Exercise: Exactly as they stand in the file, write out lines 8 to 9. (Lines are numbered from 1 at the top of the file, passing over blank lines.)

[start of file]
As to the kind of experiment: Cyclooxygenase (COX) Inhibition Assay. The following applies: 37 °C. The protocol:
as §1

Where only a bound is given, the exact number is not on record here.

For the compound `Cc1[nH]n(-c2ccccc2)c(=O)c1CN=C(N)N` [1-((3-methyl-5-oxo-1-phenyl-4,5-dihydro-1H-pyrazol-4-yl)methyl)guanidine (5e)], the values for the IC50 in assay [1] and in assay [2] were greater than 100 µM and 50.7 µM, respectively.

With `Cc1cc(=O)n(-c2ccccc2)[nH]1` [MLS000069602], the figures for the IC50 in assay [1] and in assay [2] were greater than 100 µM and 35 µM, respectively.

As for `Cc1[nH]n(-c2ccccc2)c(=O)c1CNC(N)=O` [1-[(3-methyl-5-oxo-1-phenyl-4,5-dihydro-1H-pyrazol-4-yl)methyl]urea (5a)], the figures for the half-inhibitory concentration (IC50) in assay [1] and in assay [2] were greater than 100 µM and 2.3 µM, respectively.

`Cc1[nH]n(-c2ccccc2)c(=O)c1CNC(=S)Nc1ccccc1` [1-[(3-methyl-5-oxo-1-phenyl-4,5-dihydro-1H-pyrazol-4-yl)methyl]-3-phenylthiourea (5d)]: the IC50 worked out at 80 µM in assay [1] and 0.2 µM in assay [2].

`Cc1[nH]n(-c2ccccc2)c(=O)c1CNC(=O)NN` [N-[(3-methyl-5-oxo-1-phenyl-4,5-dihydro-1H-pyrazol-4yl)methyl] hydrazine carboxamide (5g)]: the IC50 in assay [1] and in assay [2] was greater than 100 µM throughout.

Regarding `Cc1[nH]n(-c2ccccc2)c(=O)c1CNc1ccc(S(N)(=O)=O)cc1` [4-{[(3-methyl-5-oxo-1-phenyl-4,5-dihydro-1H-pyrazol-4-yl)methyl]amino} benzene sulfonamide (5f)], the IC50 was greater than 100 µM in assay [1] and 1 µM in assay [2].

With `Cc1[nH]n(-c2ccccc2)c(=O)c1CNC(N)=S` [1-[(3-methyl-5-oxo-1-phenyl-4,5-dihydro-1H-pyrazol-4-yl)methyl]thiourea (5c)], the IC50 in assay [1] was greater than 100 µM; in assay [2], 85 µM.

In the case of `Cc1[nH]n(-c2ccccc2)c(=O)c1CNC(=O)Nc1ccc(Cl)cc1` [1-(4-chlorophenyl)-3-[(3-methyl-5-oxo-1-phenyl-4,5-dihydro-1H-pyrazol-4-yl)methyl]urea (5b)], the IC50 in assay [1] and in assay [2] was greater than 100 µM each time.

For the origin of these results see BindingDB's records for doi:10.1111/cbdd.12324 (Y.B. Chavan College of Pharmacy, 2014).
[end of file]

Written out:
`Cc1[nH]n(-c2ccccc2)c(=O)c1CNC(=O)NN` [N-[(3-methyl-5-oxo-1-phenyl-4,5-dihydro-1H-pyrazol-4yl)methyl] hydrazine carboxamide (5g)]: the IC50 in assay [1] and in assay [2] was greater than 100 µM throughout.

Regarding `Cc1[nH]n(-c2ccccc2)c(=O)c1CNc1ccc(S(N)(=O)=O)cc1` [4-{[(3-methyl-5-oxo-1-phenyl-4,5-dihydro-1H-pyrazol-4-yl)methyl]amino} benzene sulfonamide (5f)], the IC50 was greater than 100 µM in assay [1] and 1 µM in assay [2].